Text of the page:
I learned alot in 2 weeks and now considered my capucchino concoction worthy and much better than chain coffee houses. I use Lavazza preground espresso coffee and love it, its smooth satisfying and has an excellent crema. I'm considering a grinder but with the Lavazza (black can) I'm putting it off for a while.

I ordered the Gaggia Classic on impulse due to a sale hoping to improve my pulls with the presumably better machine. Which is better, well the short story is I packed the Breville up for return 2 days later.

The Gaggia arived well packed but after setting it up the pump didnt work. Disapointed but not wanting to give up on it. I opened the top easily with a screwdriver and found that the rubber gromet around the pump had loosened from its mount and pulled a wire (with slip on connector) off its termination point. I slid the motor gromet back into place and remedied the connection easily. From there the machine operated perfectly.

Gaggia Pro's: Better portafilter. Filter is easier to clean larger in surface area and the used coffee pucks come out easier and much drier. Also the espresso comes out of one hole in the middle and is then seperated into channels that flow into the 2 cups you see in the picture. The Breville has a smaller portafilter that is harder to get in place without looking and has 2 holes in the bottom.
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145 of 152 people found the following review helpful By Wayne TOP 500 REVIEWERVINE VOICE on November 30, 2006
Verified Purchase
UPDATE November 2013:
After 30 years, the boiler on my machine became pitted and started leaking. Since those days, they changed from a steel boiler to an aluminum one. I'm not sure if that's an improvement or not, but it does mean that I could no longer get replacement parts. So I got the latest model. Since I found that some changes were more than cosmetic, I'm adding this section to the top of the review. I'm also lowering my rating by one star. In some ways, the quality has gone down by several stars, but in some ways it has improved. However there's no negative effect on the quality of the beverages.

The first thing I noticed when I went to plug it in was the new cord. The old cord's design was similar to this Power Cord with the right angles. I can no longer place the unit it its old location and needed to move it several inches further from the wall. It's also a bit awkward having a thick cord sticking straight out of the socket instead of at a right angle, so I have a replacement cord on order. Another issue is that it comes with a two prong cord. The unit isn't grounded as well, and I noticed that I felt a slight tingle when touching the metal lightly. I read the difference in ground potential by holding one lead of a volt meter in one hand while touching the outside of the Gaggia with the other lead. I measured between -15 mV and 15 mV. It's not enough to be harmful, but I don't like touching appliances that feel as if they are leaking electricity.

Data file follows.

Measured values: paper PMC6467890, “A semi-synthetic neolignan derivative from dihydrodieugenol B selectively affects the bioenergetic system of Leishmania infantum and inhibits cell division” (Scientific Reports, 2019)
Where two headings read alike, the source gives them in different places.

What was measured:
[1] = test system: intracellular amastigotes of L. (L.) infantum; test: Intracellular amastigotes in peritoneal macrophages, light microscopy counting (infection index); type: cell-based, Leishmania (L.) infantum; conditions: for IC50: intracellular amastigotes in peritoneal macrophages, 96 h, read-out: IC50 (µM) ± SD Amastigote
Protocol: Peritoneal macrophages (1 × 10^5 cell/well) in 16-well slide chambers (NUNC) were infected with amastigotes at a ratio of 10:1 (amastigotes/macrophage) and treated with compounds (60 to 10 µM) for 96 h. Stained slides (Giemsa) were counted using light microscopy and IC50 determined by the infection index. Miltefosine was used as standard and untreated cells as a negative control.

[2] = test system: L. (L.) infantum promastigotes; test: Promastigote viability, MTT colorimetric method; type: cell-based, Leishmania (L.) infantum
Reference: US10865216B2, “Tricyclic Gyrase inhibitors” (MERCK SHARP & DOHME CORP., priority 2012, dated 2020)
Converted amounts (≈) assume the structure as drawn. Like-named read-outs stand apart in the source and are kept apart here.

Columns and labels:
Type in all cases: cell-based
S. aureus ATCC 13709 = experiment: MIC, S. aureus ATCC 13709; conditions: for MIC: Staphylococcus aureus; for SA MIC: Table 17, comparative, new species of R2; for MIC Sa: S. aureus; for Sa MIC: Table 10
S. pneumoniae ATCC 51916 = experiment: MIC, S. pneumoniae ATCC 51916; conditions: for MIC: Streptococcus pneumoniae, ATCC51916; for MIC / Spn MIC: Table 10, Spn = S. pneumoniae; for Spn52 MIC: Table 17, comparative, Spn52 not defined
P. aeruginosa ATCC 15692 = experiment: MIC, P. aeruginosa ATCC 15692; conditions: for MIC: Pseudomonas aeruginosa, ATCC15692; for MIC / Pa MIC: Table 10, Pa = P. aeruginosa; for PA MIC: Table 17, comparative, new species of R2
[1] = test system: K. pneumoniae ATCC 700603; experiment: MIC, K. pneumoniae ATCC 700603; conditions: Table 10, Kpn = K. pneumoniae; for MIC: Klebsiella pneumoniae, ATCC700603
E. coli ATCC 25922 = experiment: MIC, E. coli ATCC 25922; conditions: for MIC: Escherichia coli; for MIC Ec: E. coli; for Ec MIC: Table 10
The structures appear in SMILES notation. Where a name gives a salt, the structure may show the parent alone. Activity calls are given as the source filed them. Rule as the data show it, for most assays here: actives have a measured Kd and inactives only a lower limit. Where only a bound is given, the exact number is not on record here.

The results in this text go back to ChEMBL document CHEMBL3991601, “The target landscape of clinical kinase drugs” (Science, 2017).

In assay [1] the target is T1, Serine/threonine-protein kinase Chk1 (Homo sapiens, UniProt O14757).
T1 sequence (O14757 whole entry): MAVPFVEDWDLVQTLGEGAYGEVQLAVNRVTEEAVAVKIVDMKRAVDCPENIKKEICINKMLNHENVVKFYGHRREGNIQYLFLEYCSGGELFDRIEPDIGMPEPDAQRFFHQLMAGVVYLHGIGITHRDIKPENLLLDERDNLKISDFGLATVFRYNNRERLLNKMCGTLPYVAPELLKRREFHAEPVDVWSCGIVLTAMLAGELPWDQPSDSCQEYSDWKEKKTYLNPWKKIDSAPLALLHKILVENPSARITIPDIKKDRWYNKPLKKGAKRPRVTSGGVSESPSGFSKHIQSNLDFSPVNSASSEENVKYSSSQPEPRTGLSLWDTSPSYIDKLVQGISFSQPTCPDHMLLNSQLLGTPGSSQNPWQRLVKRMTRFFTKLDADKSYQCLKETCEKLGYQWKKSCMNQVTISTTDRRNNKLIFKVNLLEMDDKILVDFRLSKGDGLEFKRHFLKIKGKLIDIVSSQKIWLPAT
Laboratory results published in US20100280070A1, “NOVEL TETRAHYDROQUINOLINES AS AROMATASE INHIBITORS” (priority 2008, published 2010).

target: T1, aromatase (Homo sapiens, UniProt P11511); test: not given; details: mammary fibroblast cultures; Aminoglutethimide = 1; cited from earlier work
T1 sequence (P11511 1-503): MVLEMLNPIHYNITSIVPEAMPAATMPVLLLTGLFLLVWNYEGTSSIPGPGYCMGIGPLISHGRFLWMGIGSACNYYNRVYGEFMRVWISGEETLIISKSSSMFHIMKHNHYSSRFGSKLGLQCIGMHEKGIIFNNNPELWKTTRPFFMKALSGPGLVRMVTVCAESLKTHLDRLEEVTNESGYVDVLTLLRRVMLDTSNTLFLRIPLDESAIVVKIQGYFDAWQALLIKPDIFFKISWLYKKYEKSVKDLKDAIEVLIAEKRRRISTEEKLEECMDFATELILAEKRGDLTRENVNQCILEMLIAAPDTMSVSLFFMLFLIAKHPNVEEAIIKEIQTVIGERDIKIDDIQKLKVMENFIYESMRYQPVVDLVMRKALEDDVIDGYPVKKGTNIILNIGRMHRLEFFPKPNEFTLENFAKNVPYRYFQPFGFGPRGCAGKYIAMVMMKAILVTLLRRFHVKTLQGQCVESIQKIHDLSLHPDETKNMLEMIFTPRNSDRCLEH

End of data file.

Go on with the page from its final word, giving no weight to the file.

The case itself is made of thinner metal than my old one. It also weighs less because of that.
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69 of 73 people found the following review helpful By Kumar H. Shah on October 25, 2009
I have been using the Gaggia Classic for over twelve years. The first machine is still going strong, but my ex-wife inherited it, so I am on the second and newer machine.

Both are well-made heavy duty units that are used to make 5-6 cups of espresso a day, and the occasional capuccino. The machine does this flawlessly.

Those of you who know espresso making know that a good cup of espresso requires these four things:

1. Temperature: Water temperature a bit below boiling; about 190F is right.
2. Pressure: Of upto 200 psi (about 15 atmospheres or bars)
3. Amount: You need 7 grams of coffee per espresso cup. The included scoop should give you the exact amount.
4. Time: About 25 seconds for enough water to flow through the coffee grounds to make one or two cups

The Classic does 1, 2 and 3 perfectly. By definition, you, the barista, are in charge of 4. This you achieve through grinding the coffee to the right degree of fineness and tamping it with the right amount of pressure. It is this you need to learn with just a bit of trial and error. But you must buy a burr grinder for your coffee to do this right.

A burr grinder does not have to be expensive. I have two (a Krups and a Capressa) at home that each cost less than $40. I have been using them for years without a problem. If they develop one, easy and inexpensive enough to replace.

When you start, try out three or four different levels of grinds, generally at the finer settings of your grinder. The grind should be about the consistency of table salt. Then try out three or so levels of tamping the grounds in the portafilter. Pretty soon you will zero on the combination that provides the right degree of resistance to the water pressure to take about 25 seconds.